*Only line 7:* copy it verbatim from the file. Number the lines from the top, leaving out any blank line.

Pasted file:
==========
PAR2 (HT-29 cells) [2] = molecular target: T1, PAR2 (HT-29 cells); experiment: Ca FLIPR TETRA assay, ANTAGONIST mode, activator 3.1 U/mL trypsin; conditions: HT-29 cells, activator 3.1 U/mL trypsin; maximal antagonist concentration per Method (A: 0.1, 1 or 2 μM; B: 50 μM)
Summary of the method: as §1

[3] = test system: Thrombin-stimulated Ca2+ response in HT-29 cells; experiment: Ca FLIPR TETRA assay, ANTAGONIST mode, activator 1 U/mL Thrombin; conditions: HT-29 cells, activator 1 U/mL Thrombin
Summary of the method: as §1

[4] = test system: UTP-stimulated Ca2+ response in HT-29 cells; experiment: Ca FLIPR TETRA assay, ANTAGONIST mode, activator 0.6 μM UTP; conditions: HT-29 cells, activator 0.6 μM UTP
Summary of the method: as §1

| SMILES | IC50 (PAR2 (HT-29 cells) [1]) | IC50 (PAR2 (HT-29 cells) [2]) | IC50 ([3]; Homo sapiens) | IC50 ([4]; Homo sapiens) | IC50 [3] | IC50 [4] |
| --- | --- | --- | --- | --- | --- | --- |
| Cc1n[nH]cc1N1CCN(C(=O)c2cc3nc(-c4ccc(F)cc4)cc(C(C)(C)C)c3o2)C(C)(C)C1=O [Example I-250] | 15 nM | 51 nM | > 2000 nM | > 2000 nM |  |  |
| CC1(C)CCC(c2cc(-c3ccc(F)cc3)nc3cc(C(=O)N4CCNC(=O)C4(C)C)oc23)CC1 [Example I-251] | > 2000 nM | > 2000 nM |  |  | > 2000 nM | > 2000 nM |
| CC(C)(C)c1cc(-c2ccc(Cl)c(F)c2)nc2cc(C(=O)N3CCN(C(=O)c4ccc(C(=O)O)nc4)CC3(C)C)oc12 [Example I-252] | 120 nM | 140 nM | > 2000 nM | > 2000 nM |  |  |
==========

| SMILES | IC50 (PAR2 (HT-29 cells) [1]) | IC50 (PAR2 (HT-29 cells) [2]) | IC50 ([3]; Homo sapiens) | IC50 ([4]; Homo sapiens) | IC50 [3] | IC50 [4] |